Victim advocates worry more abuse, sexual assault could go unreported if there’s a second shutdown

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Domestic violence arrests at the Mahoning County Jail for May, June and July were down by almost 18% from a year ago

YOUNGSTOWN, Ohio (WYTV) – It was something the staff at Compass Family Services in Youngstown noticed from the very start of the coronavirus pandemic and shutdown in mid-March — not a single report of domestic violence for 10 days in a row.

“That’s never happened before, in our history,” Jennifer Gray said.

She said although numbers have returned to normal since then, a similar phenomenon was happening at local hospitals when they were closed to all but COVID-19 patients and medical emergencies.

“We weren’t seeing any rape victims in the hospital and we weren’t getting reports of anybody going to the hospital for sexual assaults.”

While the reporting picked up again after hospitals resumed services, Gray wonders what was missed.

“That was scary because we know it wasn’t eradicated. It didn’t disappear,” she said.

Looking a little further, we discovered the pattern occurring at the Mahoning County Jail. Domestic violence arrests for the months of May, June and July were down by almost 18% from the same period a year ago.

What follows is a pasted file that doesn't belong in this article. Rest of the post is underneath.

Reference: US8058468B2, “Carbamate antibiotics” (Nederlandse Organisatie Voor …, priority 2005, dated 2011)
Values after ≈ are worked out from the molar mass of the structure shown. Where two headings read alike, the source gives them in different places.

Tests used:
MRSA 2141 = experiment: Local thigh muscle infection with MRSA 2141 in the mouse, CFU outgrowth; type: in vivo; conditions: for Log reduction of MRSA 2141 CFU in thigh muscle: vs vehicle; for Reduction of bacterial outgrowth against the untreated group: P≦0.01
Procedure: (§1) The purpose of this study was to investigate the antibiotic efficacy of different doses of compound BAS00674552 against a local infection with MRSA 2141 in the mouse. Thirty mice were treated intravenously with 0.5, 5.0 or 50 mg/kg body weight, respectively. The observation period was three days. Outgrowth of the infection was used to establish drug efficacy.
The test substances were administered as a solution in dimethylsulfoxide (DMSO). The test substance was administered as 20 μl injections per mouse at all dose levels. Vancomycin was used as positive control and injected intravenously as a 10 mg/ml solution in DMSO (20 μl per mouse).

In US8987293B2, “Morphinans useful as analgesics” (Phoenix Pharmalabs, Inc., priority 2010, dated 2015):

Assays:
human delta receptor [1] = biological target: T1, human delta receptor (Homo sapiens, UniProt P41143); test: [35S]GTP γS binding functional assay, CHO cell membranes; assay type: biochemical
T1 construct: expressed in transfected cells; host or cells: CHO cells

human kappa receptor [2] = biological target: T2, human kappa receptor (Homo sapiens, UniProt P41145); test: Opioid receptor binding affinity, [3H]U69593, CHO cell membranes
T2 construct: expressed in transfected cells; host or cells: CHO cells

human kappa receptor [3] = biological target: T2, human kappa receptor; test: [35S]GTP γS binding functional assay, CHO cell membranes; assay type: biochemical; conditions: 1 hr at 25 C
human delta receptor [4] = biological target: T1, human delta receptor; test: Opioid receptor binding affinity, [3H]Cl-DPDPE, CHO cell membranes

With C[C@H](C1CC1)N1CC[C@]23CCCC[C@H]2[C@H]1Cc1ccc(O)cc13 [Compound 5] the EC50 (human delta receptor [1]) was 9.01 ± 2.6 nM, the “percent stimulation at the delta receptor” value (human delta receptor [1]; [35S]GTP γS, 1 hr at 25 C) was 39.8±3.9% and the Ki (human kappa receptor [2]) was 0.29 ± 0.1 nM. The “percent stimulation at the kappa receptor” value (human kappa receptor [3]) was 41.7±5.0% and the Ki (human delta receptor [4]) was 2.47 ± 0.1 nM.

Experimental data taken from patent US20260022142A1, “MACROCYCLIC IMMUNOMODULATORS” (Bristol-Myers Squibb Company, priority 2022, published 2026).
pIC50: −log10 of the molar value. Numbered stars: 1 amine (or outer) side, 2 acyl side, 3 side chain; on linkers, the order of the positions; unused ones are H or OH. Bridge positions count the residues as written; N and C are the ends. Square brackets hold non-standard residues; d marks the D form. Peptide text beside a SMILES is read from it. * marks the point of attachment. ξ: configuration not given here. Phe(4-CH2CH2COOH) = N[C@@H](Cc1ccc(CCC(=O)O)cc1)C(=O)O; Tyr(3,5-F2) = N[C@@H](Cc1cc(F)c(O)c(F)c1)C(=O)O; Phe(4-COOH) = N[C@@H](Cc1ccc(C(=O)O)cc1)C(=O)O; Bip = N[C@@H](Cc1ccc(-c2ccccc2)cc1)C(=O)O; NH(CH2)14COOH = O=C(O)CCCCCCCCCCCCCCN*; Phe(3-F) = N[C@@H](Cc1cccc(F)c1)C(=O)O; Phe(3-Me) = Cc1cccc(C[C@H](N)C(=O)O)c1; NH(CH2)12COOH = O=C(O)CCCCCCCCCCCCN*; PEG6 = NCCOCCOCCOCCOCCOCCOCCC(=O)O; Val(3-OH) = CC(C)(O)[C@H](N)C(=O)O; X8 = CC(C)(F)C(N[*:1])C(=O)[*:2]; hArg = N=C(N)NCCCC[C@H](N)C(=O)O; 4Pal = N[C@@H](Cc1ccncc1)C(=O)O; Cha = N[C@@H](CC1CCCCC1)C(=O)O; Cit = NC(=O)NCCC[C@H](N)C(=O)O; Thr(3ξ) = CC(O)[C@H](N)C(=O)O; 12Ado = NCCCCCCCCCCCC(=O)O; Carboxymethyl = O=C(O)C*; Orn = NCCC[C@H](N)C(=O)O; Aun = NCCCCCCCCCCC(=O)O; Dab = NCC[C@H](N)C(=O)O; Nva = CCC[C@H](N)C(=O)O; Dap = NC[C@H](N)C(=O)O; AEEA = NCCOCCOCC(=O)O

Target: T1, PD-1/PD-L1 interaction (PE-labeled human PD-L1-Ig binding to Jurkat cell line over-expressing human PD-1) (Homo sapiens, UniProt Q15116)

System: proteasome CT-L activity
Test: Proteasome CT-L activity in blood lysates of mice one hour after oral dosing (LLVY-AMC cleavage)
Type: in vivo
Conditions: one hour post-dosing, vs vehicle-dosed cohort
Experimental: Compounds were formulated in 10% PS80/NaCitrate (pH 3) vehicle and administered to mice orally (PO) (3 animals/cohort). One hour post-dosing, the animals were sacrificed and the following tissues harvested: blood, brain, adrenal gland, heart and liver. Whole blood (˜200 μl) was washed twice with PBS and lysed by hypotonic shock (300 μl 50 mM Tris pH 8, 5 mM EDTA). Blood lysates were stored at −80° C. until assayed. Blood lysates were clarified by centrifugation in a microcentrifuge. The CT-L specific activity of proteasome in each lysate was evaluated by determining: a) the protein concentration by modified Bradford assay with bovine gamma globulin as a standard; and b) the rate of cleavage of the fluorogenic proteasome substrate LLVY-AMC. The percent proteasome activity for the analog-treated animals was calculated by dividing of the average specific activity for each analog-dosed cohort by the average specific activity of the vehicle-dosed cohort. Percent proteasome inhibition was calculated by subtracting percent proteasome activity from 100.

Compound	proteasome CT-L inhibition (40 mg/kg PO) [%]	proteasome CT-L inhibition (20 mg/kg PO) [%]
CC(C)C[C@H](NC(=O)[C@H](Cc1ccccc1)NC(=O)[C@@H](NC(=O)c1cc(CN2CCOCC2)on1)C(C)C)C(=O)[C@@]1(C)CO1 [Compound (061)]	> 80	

Leaders in law enforcement said they noticed a drop in child abuse referrals when schools closed, leaving fewer mandatory reporters, like teachers.

Gray admitted there are growing concerns the same problems could happen again if there is a second shutdown because of the virus.

She said neighbors may need to pay more attention to what’s happening around them.

“You really need to try to create that virtual presence in other people’s lives because other people may really need you.”

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Mel Robbins Main Area Middle

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